Blackbaud Security Incident

Many not for profit organizations in our community and elsewhere have used Blackbaud software and services for many years. In May of this year, Blackbaud suffered a cyberincidence where certain of the data on their hosted systems may have been compromised.  Here is Blackbaud's statement on the incident: 

https://www.blackbaud.com/securityincident

To be clear, this security incident apparently occurred only to those Blackbaud clients who use their hosted services.  On premise servers and systems - where the client owns and operates Blackbaud software on local servers, were not affected.

[More]

Backups are the Key to Cyber-defense

It has been common for most businesses, organizations, and individuals to invest in preventative cybersecurity defenses. Most organizations have technologies such as firewalls and anti-virus software that are designed to stop a cyber-attack. These controls certainly serve a purpose in fighting the war against cybercrime and should not be discounted.

But, cybersecurity professionals are recommending that we turn our attention to our ability to detect cybersecurity incidents and recover from them.

It makes perfect sense. The reality is that defending against all cyber-attacks is an incredibly hard task to do. Hackers are anonymous, perimeters are not physical, attacks are sophisticated, and the volume of cyber assaults launched every day is astounding. Defending against all cyber-attacks is a little like entering a cage fight blindfolded with one arm tied behind your back. Despite the best defensive efforts, you will get hit.

Hence the recommendation to invest the ability to recover from a cybersecurity incident. Of course we will continue to defend ourselves from cyber criminals, but we also recognize we are not fighting a fair fight, and that we may likely suffer a cyber incident at some point. The thought is simple: If or when we become a victim of cybercrime, we must be prepared to recover from the incident. We can then weather the storm.

BACKUPS ARE KEY

If you do not regularly backup critical data and systems, then you must start doing so immediately. If you do not have a documented disaster recovery plan, then you must create one immediately. In the process of creating a data backup strategy and disaster recovery plan, please recognize the nine most common mistakes made and more importantly, how you can avoid making them in your quest for recovery preparation. 

[More]

Are Selfies the next best security tool?

 

Black SmartphoneIn order to protect sensitive online data, it's likely the passwords you use have become incredibly complex. Many tech-savvy users now use password managers to keep track of them all—but too many users also rely on those “remember me” checkboxes that auto-populate password fields, which can expose sensitive information to potential vulnerabilities. Fortunately, more and more users are skipping passwords entirely by using secure facial recognition tools.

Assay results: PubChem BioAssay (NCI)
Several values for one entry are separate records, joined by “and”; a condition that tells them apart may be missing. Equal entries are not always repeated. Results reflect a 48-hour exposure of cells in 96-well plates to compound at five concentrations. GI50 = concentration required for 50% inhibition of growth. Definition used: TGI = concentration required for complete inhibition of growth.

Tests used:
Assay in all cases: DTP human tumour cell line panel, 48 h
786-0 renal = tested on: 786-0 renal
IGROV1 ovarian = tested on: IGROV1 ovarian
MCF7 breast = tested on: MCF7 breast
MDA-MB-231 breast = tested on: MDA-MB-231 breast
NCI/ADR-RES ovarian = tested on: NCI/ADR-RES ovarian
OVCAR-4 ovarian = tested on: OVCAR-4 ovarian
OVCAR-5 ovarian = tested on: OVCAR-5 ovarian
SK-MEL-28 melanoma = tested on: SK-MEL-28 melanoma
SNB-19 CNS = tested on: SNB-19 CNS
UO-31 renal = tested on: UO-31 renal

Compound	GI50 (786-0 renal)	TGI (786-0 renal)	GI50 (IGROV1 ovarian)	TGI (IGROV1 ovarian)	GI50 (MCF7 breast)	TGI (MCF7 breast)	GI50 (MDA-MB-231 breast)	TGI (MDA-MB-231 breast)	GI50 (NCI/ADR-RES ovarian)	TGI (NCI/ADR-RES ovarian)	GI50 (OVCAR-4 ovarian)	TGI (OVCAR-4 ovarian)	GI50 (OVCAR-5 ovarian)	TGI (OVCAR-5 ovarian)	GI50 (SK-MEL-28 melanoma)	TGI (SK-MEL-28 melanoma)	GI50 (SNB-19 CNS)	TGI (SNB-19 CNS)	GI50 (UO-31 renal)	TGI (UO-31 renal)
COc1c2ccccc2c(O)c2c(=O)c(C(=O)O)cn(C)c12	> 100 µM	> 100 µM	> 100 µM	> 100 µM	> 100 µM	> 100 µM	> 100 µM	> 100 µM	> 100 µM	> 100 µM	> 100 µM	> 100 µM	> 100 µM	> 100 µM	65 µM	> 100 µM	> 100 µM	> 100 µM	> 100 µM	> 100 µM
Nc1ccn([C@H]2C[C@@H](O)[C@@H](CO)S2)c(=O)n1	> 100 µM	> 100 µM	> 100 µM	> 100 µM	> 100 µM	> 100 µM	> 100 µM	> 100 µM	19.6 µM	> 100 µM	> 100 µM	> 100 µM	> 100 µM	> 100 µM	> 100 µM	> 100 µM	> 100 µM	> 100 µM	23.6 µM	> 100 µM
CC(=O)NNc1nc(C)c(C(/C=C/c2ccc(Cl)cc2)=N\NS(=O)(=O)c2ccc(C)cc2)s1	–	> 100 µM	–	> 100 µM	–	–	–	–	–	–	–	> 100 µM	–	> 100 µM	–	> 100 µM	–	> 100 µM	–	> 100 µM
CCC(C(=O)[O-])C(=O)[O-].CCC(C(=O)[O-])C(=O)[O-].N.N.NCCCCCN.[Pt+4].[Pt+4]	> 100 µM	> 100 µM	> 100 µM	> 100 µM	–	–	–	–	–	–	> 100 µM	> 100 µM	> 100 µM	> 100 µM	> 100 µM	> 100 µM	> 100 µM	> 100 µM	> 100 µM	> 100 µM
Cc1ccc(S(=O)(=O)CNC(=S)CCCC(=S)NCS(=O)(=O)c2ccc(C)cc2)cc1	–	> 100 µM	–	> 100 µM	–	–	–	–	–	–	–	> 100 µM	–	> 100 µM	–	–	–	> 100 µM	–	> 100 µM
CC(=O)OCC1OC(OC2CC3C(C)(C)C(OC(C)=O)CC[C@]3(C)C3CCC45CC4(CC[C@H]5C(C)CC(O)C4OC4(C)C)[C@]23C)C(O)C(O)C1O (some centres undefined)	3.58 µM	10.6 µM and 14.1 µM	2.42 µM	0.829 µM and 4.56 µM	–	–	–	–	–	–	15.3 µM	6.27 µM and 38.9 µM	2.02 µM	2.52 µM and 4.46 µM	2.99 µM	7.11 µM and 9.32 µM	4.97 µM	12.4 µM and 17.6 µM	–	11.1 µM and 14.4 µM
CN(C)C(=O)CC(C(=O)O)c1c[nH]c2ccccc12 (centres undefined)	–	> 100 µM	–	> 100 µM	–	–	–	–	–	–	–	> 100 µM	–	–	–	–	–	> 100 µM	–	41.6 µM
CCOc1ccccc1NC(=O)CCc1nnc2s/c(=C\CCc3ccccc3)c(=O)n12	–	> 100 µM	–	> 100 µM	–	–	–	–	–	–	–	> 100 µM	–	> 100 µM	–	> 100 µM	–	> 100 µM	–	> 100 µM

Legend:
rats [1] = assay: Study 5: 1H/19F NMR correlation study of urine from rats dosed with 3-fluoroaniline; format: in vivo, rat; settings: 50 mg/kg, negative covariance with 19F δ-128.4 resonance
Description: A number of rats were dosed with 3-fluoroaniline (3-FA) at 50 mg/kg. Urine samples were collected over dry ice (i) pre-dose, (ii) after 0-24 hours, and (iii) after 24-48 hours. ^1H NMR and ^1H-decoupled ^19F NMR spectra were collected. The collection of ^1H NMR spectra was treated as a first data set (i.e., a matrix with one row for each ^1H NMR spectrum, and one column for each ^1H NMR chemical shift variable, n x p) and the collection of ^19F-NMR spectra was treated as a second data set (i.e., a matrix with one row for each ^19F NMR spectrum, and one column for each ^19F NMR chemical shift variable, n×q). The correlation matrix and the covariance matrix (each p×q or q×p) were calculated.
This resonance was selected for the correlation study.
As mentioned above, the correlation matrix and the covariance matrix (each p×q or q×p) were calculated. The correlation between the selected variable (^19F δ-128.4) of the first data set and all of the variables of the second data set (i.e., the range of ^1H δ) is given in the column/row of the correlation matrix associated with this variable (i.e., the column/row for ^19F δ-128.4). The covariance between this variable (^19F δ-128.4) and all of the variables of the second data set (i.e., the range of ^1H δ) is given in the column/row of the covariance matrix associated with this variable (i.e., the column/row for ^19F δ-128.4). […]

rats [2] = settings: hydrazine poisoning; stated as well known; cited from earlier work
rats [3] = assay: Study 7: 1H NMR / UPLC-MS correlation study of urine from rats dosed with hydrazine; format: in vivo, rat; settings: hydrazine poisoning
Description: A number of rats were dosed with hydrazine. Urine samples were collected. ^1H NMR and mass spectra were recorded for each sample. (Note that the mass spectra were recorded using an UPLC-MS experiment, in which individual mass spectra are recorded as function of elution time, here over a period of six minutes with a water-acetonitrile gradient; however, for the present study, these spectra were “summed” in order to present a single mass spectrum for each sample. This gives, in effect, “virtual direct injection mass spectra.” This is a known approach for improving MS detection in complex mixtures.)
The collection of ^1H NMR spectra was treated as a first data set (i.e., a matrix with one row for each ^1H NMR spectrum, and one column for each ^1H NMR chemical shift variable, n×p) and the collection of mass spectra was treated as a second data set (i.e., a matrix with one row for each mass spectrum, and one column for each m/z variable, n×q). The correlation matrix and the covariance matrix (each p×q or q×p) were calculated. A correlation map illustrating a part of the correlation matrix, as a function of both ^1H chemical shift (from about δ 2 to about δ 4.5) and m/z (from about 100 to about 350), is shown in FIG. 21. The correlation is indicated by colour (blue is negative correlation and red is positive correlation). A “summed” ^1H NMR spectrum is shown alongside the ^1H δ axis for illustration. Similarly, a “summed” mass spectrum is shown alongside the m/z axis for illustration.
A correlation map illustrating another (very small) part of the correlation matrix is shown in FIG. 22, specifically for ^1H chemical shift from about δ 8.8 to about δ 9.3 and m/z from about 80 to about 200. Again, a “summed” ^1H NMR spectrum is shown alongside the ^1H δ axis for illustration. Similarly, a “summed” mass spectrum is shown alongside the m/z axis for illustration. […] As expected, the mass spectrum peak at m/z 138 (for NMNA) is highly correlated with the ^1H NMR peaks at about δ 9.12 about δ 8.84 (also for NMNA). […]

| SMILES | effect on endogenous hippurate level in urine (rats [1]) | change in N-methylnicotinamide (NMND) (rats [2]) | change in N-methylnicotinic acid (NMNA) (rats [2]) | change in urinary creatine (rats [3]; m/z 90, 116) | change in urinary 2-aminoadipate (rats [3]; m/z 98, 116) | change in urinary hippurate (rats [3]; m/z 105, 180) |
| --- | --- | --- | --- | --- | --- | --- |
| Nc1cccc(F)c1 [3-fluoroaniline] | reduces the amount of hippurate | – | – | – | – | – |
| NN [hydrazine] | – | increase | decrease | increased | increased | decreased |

[More]

Tech Support in the Era of COVID-19

 

All of us need technical support companies to help us solve complex issues with our devices and applications. And in todays "work from home" world and COVID-19 distancing, we need fantastic support - remotely.  While most of The Computing Center's clients do quite well in staying safe on their devices, but often there are technical elements that people aren’t trained to handle. Relying on tech support is necessary to get us back in working order.

However, scammers and hackers will use that actual dependence on tech support to get their foot in the door. By pretending to be tech support and using scare tactics, they trick their victims into installing a virus, paying money, or worse.

[More]

Is the Text Message that you just received a Scam?

You may be skeptical when someone you don’t know sends you a text message you didn’t expect and it tells you to click on a link. Maybe that little voice in your head starts talking to you. I know mine does. It says, “Hmm, this could be a scam. Maybe someone wants to steal my personal information. Or get me to pay for something.”

I guess that's why scammers come up with new stories all the time, like a package tracking scam we're hearing about. Here's how it works.

Scammers send a text message with a fake shipment tracking code and a link to update your delivery preferences. In this case, the message says it’s from FedEx.

But they might use the name of another well-known shipping company, or the good old U.S. Postal Service.

[More]

More Entries